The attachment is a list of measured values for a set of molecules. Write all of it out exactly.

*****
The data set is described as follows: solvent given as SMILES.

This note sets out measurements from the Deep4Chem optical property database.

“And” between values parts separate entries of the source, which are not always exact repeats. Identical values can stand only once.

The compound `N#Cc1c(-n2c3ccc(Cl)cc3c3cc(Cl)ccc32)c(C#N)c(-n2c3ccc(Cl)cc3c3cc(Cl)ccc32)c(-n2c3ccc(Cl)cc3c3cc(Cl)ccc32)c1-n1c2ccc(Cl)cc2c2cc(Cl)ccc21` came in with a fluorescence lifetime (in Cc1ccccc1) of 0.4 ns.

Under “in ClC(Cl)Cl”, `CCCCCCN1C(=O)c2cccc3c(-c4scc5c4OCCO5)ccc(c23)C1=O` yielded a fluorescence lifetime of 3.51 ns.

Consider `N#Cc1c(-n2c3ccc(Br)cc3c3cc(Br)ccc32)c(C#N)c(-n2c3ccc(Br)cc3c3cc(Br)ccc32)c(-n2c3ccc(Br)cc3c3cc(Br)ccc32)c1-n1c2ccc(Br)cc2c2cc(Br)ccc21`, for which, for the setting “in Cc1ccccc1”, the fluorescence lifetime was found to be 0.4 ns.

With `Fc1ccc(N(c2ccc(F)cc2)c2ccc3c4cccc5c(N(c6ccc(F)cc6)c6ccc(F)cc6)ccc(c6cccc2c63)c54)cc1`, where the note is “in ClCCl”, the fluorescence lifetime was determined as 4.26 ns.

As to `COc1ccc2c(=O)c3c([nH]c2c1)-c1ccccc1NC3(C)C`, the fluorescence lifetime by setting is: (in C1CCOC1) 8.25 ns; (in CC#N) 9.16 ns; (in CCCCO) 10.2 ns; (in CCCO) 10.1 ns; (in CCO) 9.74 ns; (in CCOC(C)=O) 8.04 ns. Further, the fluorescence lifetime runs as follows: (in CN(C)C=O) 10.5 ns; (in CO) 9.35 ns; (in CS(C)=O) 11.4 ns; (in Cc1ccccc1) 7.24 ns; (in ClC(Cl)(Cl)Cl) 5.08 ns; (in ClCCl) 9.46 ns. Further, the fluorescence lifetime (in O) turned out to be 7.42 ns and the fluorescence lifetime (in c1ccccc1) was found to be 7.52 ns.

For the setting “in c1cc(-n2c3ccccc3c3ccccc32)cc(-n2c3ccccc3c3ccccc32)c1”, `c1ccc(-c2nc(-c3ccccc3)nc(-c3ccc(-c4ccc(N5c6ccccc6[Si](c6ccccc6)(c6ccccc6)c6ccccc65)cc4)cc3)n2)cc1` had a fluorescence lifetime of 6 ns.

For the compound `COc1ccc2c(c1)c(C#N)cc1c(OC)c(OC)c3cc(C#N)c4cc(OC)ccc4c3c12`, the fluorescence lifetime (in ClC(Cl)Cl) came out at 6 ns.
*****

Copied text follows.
The data set is described as follows: solvent given as SMILES.

This note sets out measurements from the Deep4Chem optical property database.

“And” between values parts separate entries of the source, which are not always exact repeats. Identical values can stand only once.

The compound `N#Cc1c(-n2c3ccc(Cl)cc3c3cc(Cl)ccc32)c(C#N)c(-n2c3ccc(Cl)cc3c3cc(Cl)ccc32)c(-n2c3ccc(Cl)cc3c3cc(Cl)ccc32)c1-n1c2ccc(Cl)cc2c2cc(Cl)ccc21` came in with a fluorescence lifetime (in Cc1ccccc1) of 0.4 ns.

Under “in ClC(Cl)Cl”, `CCCCCCN1C(=O)c2cccc3c(-c4scc5c4OCCO5)ccc(c23)C1=O` yielded a fluorescence lifetime of 3.51 ns.

Consider `N#Cc1c(-n2c3ccc(Br)cc3c3cc(Br)ccc32)c(C#N)c(-n2c3ccc(Br)cc3c3cc(Br)ccc32)c(-n2c3ccc(Br)cc3c3cc(Br)ccc32)c1-n1c2ccc(Br)cc2c2cc(Br)ccc21`, for which, for the setting “in Cc1ccccc1”, the fluorescence lifetime was found to be 0.4 ns.

With `Fc1ccc(N(c2ccc(F)cc2)c2ccc3c4cccc5c(N(c6ccc(F)cc6)c6ccc(F)cc6)ccc(c6cccc2c63)c54)cc1`, where the note is “in ClCCl”, the fluorescence lifetime was determined as 4.26 ns.

As to `COc1ccc2c(=O)c3c([nH]c2c1)-c1ccccc1NC3(C)C`, the fluorescence lifetime by setting is: (in C1CCOC1) 8.25 ns; (in CC#N) 9.16 ns; (in CCCCO) 10.2 ns; (in CCCO) 10.1 ns; (in CCO) 9.74 ns; (in CCOC(C)=O) 8.04 ns. Further, the fluorescence lifetime runs as follows: (in CN(C)C=O) 10.5 ns; (in CO) 9.35 ns; (in CS(C)=O) 11.4 ns; (in Cc1ccccc1) 7.24 ns; (in ClC(Cl)(Cl)Cl) 5.08 ns; (in ClCCl) 9.46 ns. Further, the fluorescence lifetime (in O) turned out to be 7.42 ns and the fluorescence lifetime (in c1ccccc1) was found to be 7.52 ns.

For the setting “in c1cc(-n2c3ccccc3c3ccccc32)cc(-n2c3ccccc3c3ccccc32)c1”, `c1ccc(-c2nc(-c3ccccc3)nc(-c3ccc(-c4ccc(N5c6ccccc6[Si](c6ccccc6)(c6ccccc6)c6ccccc65)cc4)cc3)n2)cc1` had a fluorescence lifetime of 6 ns.

For the compound `COc1ccc2c(c1)c(C#N)cc1c(OC)c(OC)c3cc(C#N)c4cc(OC)ccc4c3c12`, the fluorescence lifetime (in ClC(Cl)Cl) came out at 6 ns.